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The Singapore Law Gazette

Lawyers Go Global — Go Sydney

A group of ten lawyers, led by the President of the Law Society Mr Gregory Vijayendran, jetted off to Australia, Sydney for the second “Lawyers Go Global” overseas mission (Mission) from 30 July 2018 to 2 August 2018. Focused on the topic of technology, this smaller mission was organised with the intention of helping members learn more about the technological and innovation developments in Sydney’s legal landscape, as well as to find out more on the best practices of legal practice management in the running of law firms in Sydney.

Participants ready to set off!

Day One, 30 July 2018

Visit to the Law Society of New South Wales (NSW)

Founded in 1842, the Law Society of NSW is the oldest Law Society in Australia. President of the Law Society of NSW, Mr Doug Humphreys, highlighted that the Law Society of NSW placed high emphasis on the Rule of Law.

Mr Humpreys and Chief Executive Officer Mr Michael Tidball, talked about the functions of the Law Society of NSW in brief. Instead of conducting this meeting in a formal, structured manner, the meeting was convened in a ‘question and answer’ format where participants raised questions that they had in mind.

A participant raised a query on the advancement of female lawyers in NSW. Mr Humphrey responded that 2018 was the 100th year since the Parliament of Australia introduced women’s rights to vote and to be a member of the legal profession. There seemed to be equal opportunities for women. Mr Humphrey supported his statement by sharing that at the time of the visit, 65% of the university graduates in law were women, 50.1% of the lawyers with Practising Certificates in NSW were women and slightly more than 50% of the Council of the Law Society were women. In addition, Mr Humphrey mentioned that despite the increasing number of female lawyers, there were challenges to retaining them in the profession and one of the reasons was due to the competitive nature of the legal profession. As such, law firms needed to ensure that they had flexible working arrangements in place to retain female lawyers in the workplace.

Participants also asked about the adoption of technology. Mr Humphreys shared that many law firms in Australia were at the forefront of legal technology, and the Law Society had also driven several initiatives to showcase the technological products available to lawyers to encourage those who had not incorporated technology in their legal work, to do so. The Law Society of NSW was aiming to move towards electronic conveyancing where the need for paper in the process would be removed entirely.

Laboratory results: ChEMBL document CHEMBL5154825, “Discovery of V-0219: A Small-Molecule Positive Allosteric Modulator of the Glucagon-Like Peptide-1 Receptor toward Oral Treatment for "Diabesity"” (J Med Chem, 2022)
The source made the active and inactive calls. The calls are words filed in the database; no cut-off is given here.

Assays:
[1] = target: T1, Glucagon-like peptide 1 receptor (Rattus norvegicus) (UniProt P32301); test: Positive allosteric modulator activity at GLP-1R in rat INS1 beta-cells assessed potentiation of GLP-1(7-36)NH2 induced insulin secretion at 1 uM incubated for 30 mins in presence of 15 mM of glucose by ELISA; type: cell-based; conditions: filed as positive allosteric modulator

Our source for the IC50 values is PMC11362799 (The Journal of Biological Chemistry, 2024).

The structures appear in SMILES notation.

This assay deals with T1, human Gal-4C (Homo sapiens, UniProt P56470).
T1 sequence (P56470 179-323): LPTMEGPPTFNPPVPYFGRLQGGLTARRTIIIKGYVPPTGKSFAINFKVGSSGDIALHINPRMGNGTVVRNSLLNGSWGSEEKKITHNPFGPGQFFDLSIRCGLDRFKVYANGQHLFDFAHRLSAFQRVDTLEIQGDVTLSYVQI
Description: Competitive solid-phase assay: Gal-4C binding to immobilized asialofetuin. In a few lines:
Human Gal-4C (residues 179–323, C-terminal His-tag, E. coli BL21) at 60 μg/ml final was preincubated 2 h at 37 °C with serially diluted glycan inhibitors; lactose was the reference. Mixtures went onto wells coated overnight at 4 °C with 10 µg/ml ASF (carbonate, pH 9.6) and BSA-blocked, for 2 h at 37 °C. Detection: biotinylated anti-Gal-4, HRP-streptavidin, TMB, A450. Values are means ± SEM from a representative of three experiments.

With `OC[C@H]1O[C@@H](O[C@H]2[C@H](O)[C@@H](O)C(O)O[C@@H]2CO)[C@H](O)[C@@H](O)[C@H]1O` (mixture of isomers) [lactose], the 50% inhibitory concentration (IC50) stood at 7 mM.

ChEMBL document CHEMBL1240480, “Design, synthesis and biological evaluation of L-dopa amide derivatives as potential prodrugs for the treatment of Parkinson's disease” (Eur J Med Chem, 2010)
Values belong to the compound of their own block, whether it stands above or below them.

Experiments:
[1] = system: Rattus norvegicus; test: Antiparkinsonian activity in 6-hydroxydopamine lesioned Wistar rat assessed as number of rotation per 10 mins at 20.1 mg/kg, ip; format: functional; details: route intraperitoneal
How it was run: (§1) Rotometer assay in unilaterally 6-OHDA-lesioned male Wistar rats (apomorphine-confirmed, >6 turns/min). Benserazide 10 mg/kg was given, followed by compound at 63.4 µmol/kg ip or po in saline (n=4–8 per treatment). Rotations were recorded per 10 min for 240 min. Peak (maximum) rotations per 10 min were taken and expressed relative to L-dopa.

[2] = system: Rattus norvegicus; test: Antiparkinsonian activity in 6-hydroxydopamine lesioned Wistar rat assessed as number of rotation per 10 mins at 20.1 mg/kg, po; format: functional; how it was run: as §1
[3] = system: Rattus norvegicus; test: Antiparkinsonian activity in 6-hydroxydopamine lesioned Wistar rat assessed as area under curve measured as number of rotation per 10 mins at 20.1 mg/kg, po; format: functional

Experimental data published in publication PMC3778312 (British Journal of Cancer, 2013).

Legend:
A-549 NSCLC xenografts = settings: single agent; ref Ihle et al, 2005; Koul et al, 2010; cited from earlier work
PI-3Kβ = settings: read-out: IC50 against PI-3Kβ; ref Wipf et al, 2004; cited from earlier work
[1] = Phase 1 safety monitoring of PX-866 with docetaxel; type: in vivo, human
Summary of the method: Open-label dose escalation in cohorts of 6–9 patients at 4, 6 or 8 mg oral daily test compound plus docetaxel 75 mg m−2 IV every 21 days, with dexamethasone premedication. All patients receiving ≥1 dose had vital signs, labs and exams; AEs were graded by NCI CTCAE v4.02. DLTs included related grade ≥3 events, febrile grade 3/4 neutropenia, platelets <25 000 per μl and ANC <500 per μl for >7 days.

Welcome Dinner

To help participants ‘break the ice’, a welcome dinner was organised at Eastside Kitchen + Bar which was a cool and comfortable ten-minute walk from the hotel.

Participants chattering away during the dinner!

Day Two, 31 July 2018

Visit to Allens

Allens is a leading international law firm serving clients throughout Australia and Asia. Through its international alliance with Linklaters, Allens has a global network spanning 39 offices and 28 countries. More information Allens can be located on their website:

Presentation by Ms Beth Patterson of Allens.

Chief Legal and Technology Services Officer, Ms Beth Patterson shared about Allens’ technology initiatives. An example is the “Allens Neota UTS Law Tech Challenge for Social Justice”, a competition created by Allens, University of Technology Sydney’s (UTS) Faculty of Law and software firm Neota Logic. The competition required UTS students and lawyers from Allens to form teams to create applications for solving real-life problems faced by various participating non-for-profit organisations.

Allens also has alternative legal services for its clients. They are Arrow, LawLab and Legal Project Management. Arrow delivers integrated, tailored technology and document-review solutions for litigation, regulatory and due diligence matters. LawLab is responsible for bringing in market-leading technology by working with developers to refine and/or co-create applications. Legal Project Management delivers efficient management solutions for Allens’ lawyers and clients.

The following six case studies of recent projects were cited:

  • Dawn Raid app
  • Return and Earn
  • Redmarker
  • Litigation / Regulatory Investigations Update

Visit to Centre of Legal Innovation

The Centre of Legal Innovation (CLI), created by the College of Law in 2016, is an innovation-focused think tank which provides a platform for leadership, practical research and opportunities for collaboration in the legal profession. It also provides support to legal professionals in relation to the impact of technological disruptions and new technologies transforming the industry. More information on CLI can be found on their website:

A few legal technology companies were also present to share, with the participants, the types of technology solutions available which could help law firms operate efficiently.

S/n Name of Legal Tech Companies Products and Solutions
1 Law in Order – Document production

– Management services

– eDiscovery

– eTrial

– eArbitration

2 Think Law Group LawSwitch is an automated system, where the entire legal client engagement process is conducted online, from the initial enquiry to a booked conference.